The case for electric vehicles (EVs) is getting stronger, as they are seen not only as a cleaner and cheaper means of transportation, but also as a source of battery storage that could step up the integration of intermittent wind and solar generation.
According to a report by Fitch Solutions Macro Research – a unit of Fitch Group – EVs will be the largest source of battery storage over the coming decade in key renewables markets.
The report paints a bright picture for EV uptake, noting that leveraging a two-way flow of electricity from electric vehicles to balance power supply and demand could become a key component of global efforts to introduce renewables to the power mix.
According to Fitch, wind and solar will be the key drivers of renewables growth over the next decade – with the sectors making up 51% and 28% of renewables generation in 2027, respectively. However by that date, the study’s authors predict, non-hydro renewables will still only comprise around 13% of the power mix, up from 9% this year.
These figures could be boosted by EV battery storage, which could reduce reliance on carbon emitting baseload and peak power generation plants.
Fitch forecasts the EV fleet will number 25 million vehicles by 2027, of which battery electric vehicles (BEVs) will make up 17 million and plug-in-hybrids (PHEVs) 8 million.
As illustrated in the chart below, BEVs feature much larger batteries, ensuring they will make the greatest impact on the global storage market.
By comparison, Bloomberg says EV sales will increase from a record 1.1 million worldwide last year to 11 million in 2025, and will then surge to 30 million in 2030, as EVs establish a cost advantage over internal combustion engine cars.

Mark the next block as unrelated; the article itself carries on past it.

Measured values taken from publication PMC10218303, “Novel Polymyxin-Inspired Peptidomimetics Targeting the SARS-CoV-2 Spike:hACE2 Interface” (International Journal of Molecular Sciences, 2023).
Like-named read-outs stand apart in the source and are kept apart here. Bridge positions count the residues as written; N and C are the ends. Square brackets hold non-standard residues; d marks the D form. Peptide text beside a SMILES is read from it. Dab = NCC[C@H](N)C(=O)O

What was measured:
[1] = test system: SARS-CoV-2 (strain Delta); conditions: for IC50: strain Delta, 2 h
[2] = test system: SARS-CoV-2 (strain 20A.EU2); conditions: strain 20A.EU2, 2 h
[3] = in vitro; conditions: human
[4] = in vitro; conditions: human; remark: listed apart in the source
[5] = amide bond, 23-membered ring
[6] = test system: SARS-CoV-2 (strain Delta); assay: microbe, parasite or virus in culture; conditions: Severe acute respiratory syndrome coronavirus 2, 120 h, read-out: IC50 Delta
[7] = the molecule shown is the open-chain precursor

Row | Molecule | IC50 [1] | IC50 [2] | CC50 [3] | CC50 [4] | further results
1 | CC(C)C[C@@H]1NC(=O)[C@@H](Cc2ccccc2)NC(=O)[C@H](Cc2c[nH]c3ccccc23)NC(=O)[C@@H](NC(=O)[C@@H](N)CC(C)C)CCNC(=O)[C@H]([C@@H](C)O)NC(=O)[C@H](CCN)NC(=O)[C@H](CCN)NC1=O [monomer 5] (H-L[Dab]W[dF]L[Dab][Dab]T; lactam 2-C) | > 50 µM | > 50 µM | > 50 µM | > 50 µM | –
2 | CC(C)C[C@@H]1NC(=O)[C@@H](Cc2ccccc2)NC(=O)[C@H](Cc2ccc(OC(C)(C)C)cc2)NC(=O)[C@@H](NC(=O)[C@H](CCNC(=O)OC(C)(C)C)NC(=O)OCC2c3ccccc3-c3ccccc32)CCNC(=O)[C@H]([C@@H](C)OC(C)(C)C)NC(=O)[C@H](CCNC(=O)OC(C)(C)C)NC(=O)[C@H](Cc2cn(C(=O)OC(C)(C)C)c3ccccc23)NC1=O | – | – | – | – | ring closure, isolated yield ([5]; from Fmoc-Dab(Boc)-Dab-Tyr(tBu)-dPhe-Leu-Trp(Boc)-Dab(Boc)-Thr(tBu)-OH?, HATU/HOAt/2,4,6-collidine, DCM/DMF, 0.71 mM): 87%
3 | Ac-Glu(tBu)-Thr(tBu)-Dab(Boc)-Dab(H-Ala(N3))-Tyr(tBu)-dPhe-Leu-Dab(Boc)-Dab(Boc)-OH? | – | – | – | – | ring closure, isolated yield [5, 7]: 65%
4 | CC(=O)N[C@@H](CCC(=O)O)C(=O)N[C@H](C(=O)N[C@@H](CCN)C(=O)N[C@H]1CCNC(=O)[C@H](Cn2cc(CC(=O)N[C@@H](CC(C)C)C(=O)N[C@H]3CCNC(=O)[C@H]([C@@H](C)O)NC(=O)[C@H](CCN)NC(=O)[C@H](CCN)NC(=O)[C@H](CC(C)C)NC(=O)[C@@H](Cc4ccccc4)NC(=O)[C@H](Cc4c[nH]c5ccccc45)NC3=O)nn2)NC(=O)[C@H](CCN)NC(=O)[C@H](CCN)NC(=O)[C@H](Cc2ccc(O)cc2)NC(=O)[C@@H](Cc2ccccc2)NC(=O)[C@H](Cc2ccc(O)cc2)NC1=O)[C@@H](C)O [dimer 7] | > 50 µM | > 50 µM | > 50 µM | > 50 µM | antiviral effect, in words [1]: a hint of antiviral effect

According to Fitch’s forecasts, that will mean 1,931 GWh of storage capacity in the global EV fleet by 2027, with BEVs making up 90% – 1,747 GWh.
The storage capacity boom will in turn open up substantial opportunities for absorbing renewables generation excesses and releasing this electricity when demand outstrips generation – through vehicle-to-grid (V2G) technology.
The two-way flow of electricity from electric vehicle batteries would enable power systems to rely more on intermittent renewables than currently, Fitch notes.
According to the study’s authors, the key precondition to unlocking V2G opportunities will be well established charging networks ensuring EVs stay connected to the grid when not on the road.
The growth of the charging infrastructure market is robust. According to a forecast by GTM Research – now Wood Mackenzie Power and Renewables – the EV charging landscape will comprise up to 40 million public and private charging points by 2030, as electric vehicles are expected to make up 11% of new car sales, up from around 3% today.
Against the backdrop of renewables sector growth and EV fleet expansion, Fitch concludes the report with a message that facilitating V2G will become a pressing priority of EV and power market stakeholders.